A big one here. The guy with the most experience or biggest badest rifle does win. The guy who hangs as low as possible wins. Instead of buying $1500 rifles. My family would much more benefit with more food and fuel. A well situated garden is a big target. My plan is not to plant a garden the first year. I would just end up being a big target. Let them move on until the population is much lower, wiser, and better equipped. Also, it's nice to have an extra years worth of food incase a crop went sour due to drought or some other reason.

Alot of talk on this site is about equipment. A tiny portion of these dicussions say anything about practice, strategy, or even what to practice on. When most folks only concentrate on what they use and not how they use, they will tell you adequate stuff is not adequate.
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Old 01-29-2012, 12:12 PM
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Quote:
Originally Posted by sailinghudson25 View Post
Don't listen to some of this nonsense.
The 5.56 round has been in service for 50 years. If the military thought it was bad, they would have replaced it. There are more powerful rounds, but this one is good enough.
They did replace it. SOCOM is using the FN Scar in 7.62x51 now. The military is just too cheap to replace all of those magazines, weapons, and ammunition for the other 1 MILLION plus soldiers, marines, airmen, and seamen. It will happen eventually. Its the same reason the military kept the Beretta's and the 9mm for the sidearm. It will happen eventually. Within 5 years the military will be phasing out the 5.56 round.
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Old 01-29-2012, 12:25 PM
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Quote:
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They did replace it. SOCOM is using the FN Scar in 7.62x51 now. The military is just too cheap to replace all of those magazines, weapons, and ammunition for the other 1 MILLION plus soldiers, marines, airmen, and seamen. It will happen eventually. Its the same reason the military kept the Beretta's and the 9mm for the sidearm. It will happen eventually. Within 5 years the military will be phasing out the 5.56 round.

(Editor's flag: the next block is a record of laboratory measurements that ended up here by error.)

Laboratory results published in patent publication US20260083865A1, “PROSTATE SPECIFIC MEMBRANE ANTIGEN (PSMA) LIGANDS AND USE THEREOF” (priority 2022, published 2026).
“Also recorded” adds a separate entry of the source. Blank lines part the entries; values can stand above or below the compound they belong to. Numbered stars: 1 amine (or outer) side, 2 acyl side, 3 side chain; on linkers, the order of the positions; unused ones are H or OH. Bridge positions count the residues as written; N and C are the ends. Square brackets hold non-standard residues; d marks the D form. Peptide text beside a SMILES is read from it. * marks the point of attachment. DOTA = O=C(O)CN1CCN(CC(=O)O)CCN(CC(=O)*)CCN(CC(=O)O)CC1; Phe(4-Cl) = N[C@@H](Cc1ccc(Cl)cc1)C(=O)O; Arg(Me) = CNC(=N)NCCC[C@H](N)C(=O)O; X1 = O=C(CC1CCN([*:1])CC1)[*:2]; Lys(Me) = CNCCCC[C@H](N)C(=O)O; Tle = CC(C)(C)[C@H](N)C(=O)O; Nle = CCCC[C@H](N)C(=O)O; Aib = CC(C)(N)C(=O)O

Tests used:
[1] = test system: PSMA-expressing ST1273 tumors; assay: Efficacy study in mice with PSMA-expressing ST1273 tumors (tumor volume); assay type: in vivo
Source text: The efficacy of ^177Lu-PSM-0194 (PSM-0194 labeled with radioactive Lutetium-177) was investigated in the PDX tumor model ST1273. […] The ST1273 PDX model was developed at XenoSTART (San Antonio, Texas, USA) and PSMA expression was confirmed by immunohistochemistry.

Great! There should be an opportunity for some cheap surplus ammo!
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Old 01-29-2012, 01:19 PM
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Quote:
Originally Posted by Ordinary44 View Post
True that. Deer hunting this year I had two opportunities that were missed with a scoped rifle due to being on foot and having 3 second window to acquire a moving target in thick brush. If I had my AR with the holographic site I probably could have capitalized, but may have had to do some tracking. On the other hand, every other year I took long shots and felled the beast in 1 shot using the 7mm, but I had the element of surprise.

I guess in SHTF, I feel that I want to be light, mobile, reflexive, and intimidating through suppressive fire and the AR platform allows for that. Plus, I have much more experience and training on the AR/M4 platform than anything else.

In reality, the local deer population will be decimated in within a year and squirrel stew is more likely - enter 22 rimfire.